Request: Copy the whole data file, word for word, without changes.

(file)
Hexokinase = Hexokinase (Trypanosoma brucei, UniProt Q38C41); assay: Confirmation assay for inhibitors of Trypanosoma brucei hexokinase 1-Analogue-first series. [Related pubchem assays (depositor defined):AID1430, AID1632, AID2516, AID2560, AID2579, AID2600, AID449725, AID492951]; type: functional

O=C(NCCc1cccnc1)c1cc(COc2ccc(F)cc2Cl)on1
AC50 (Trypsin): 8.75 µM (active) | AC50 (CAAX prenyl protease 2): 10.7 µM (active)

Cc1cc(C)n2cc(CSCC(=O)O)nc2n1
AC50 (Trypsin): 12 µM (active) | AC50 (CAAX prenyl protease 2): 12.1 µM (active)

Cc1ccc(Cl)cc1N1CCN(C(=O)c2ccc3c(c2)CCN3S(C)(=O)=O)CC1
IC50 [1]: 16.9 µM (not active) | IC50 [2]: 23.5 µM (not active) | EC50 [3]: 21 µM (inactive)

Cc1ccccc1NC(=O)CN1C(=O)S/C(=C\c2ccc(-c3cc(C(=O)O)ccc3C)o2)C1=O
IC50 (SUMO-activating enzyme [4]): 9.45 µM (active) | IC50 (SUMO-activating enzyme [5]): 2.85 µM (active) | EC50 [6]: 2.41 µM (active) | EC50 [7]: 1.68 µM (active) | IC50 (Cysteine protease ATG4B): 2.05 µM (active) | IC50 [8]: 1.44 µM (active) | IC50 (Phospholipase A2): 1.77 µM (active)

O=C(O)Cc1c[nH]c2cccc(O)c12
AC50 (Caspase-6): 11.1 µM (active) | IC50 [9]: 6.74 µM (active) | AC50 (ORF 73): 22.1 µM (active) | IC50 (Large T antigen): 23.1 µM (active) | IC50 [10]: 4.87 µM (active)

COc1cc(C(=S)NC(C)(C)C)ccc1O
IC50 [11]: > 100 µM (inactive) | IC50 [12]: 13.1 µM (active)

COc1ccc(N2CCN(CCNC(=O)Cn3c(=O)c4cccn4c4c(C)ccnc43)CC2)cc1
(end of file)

Hexokinase = Hexokinase (Trypanosoma brucei, UniProt Q38C41); assay: Confirmation assay for inhibitors of Trypanosoma brucei hexokinase 1-Analogue-first series. [Related pubchem assays (depositor defined):AID1430, AID1632, AID2516, AID2560, AID2579, AID2600, AID449725, AID492951]; type: functional

O=C(NCCc1cccnc1)c1cc(COc2ccc(F)cc2Cl)on1
AC50 (Trypsin): 8.75 µM (active) | AC50 (CAAX prenyl protease 2): 10.7 µM (active)

Cc1cc(C)n2cc(CSCC(=O)O)nc2n1
AC50 (Trypsin): 12 µM (active) | AC50 (CAAX prenyl protease 2): 12.1 µM (active)

Cc1ccc(Cl)cc1N1CCN(C(=O)c2ccc3c(c2)CCN3S(C)(=O)=O)CC1
IC50 [1]: 16.9 µM (not active) | IC50 [2]: 23.5 µM (not active) | EC50 [3]: 21 µM (inactive)

Cc1ccccc1NC(=O)CN1C(=O)S/C(=C\c2ccc(-c3cc(C(=O)O)ccc3C)o2)C1=O
IC50 (SUMO-activating enzyme [4]): 9.45 µM (active) | IC50 (SUMO-activating enzyme [5]): 2.85 µM (active) | EC50 [6]: 2.41 µM (active) | EC50 [7]: 1.68 µM (active) | IC50 (Cysteine protease ATG4B): 2.05 µM (active) | IC50 [8]: 1.44 µM (active) | IC50 (Phospholipase A2): 1.77 µM (active)

O=C(O)Cc1c[nH]c2cccc(O)c12
AC50 (Caspase-6): 11.1 µM (active) | IC50 [9]: 6.74 µM (active) | AC50 (ORF 73): 22.1 µM (active) | IC50 (Large T antigen): 23.1 µM (active) | IC50 [10]: 4.87 µM (active)

COc1cc(C(=S)NC(C)(C)C)ccc1O
IC50 [11]: > 100 µM (inactive) | IC50 [12]: 13.1 µM (active)

COc1ccc(N2CCN(CCNC(=O)Cn3c(=O)c4cccn4c4c(C)ccnc43)CC2)cc1